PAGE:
Unit 8 Project
Fancher Golf Center
Growing up in Harrisonburg, Virginia, Brian Fancher dreamed of becoming a professional golfer. As a captain of his high school golf team in both his Junior and Senior years, he led his team to many tournament championships. His success did not go unnoticed by college coaches and he was offered scholarships by the University of Texas at Austin, UCLA, Stanford and Pepperdine University. He decided to accept Pepperdine University’s offer, where he went on to be the team’s star in his sophomore year. In his last two seasons, he experienced enough success and started to believe that his dream of becoming a professional golfer can become a reality. After graduation, he pursued his goal by entering the PGA Qualifying Tournament but failed but the following year he tried again and received his PGA tour card.
In his first and second season Brian earned a total of $2, 243, 500 before ...view middle of the document...
He met with the marketing research professor and students to produce a list of research problems.
The types of error that were likely introduced by the data collection process varied. Team one who focused on the permanent Harrisonburg residents 18-70 years of age decided to use the intercept method; they administered a survey at Valley Mall. Of the 613 shoppers they approached, 227 were within the designated age range, and 143 of these shoppers agreed to complete the survey. Team one experienced a non-coverage error. Churchill (2008) stated that “Non-coverage errors occur because part of the population of interest was not included in the sampling frame” (p. 393). They could have avoided this by going to a mall that was closer.
Team two conducted a study of the JMU student’s population. They built a website and obtain the email addresses of 12 campus organizations. They sent the survey to every fourth person on each list with a total of 2,219 messages. They obtained 392 completed questionnaires. Team two experienced a non-response error. Churchill (2008) stated that “non-response errors are possible when some elements designated for inclusion in the sample did not respond and were systematically different from those who did respond on key characteristics” (p. 393). They could have gone to each organization, speak to the students, hand out the surveys and have them complete them.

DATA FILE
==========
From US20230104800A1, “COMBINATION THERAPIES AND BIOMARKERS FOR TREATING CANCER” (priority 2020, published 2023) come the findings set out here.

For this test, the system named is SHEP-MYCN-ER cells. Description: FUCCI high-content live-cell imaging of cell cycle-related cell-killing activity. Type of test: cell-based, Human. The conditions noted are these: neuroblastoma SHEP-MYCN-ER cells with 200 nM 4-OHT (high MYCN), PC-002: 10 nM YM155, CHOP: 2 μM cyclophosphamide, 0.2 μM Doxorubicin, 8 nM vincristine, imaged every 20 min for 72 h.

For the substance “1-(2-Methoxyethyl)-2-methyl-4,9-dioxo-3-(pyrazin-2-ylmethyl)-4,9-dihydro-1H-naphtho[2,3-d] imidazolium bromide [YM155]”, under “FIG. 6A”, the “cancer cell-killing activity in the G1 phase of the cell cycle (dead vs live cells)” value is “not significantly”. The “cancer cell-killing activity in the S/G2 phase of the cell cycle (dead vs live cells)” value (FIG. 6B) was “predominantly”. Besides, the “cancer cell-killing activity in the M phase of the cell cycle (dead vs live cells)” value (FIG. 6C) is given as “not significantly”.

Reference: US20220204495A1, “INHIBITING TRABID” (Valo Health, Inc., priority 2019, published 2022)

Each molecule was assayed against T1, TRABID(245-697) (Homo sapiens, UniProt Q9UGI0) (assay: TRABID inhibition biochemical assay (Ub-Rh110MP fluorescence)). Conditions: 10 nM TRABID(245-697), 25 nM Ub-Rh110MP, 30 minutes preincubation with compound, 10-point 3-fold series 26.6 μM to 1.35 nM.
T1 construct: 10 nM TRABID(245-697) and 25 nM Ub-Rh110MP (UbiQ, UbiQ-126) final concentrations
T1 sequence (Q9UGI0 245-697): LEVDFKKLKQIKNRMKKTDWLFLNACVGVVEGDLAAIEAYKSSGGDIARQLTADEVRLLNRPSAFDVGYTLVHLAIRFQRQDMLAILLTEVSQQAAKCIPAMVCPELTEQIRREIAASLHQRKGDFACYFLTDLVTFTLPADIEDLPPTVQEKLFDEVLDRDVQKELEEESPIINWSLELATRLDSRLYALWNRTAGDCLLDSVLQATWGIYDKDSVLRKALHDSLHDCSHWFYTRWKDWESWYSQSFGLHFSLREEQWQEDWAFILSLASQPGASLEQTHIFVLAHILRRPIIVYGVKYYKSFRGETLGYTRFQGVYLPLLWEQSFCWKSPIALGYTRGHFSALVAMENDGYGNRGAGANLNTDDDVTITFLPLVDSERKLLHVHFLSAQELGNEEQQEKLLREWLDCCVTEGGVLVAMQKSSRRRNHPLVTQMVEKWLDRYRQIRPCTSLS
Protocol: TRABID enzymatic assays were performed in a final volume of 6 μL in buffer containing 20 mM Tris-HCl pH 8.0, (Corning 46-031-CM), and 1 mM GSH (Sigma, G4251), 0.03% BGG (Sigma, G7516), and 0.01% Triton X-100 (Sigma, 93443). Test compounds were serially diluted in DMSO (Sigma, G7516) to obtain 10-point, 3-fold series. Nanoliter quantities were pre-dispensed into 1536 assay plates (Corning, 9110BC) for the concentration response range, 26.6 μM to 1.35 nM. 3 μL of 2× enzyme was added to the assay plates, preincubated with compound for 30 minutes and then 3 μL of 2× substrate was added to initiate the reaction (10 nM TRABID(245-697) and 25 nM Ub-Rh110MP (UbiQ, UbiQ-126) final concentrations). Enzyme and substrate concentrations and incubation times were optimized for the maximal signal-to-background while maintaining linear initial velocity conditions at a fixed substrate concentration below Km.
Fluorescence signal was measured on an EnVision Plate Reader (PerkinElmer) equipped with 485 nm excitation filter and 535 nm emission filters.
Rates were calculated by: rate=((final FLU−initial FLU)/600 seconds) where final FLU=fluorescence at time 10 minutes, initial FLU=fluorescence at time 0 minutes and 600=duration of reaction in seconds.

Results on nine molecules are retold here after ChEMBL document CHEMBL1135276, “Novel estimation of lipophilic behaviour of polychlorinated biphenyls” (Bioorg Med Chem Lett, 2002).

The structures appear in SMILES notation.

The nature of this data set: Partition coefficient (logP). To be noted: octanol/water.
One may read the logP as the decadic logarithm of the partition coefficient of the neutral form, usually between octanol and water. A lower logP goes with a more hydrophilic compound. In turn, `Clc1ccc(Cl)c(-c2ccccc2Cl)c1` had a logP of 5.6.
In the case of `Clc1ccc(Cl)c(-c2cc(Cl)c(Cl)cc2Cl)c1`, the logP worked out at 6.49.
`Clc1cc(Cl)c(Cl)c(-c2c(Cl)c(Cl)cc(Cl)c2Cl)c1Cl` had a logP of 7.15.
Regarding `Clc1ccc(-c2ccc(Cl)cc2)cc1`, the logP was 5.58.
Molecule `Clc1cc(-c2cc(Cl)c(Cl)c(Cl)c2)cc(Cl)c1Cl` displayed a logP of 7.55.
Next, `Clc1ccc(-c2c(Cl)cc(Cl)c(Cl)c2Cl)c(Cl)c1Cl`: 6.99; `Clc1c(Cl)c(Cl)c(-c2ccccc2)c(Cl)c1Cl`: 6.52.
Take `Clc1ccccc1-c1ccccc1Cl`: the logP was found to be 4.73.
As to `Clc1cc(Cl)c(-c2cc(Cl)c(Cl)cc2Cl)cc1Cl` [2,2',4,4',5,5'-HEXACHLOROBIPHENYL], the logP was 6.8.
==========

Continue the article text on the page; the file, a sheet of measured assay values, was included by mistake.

Team three examined the Staunton residents 18-70 years old via telephone surveys. Using the systematic sampling and the Staunton telephone directory as a sampling frame they made 472 calls and obtained 96 completed surveys. Team three experienced a non-coverage error. People did not want to participate because they are 25miles away. To deal with each type of error now that it has occurred they might be able to change their approach. They can make the procedure interesting and as short as possible. Asking the respondents to complete a short task before asking them to complete the longer data collection.
Churchill, Gilbert A. (2008). Basic Marketing Research 7th Edition. Mason, OH: South-Western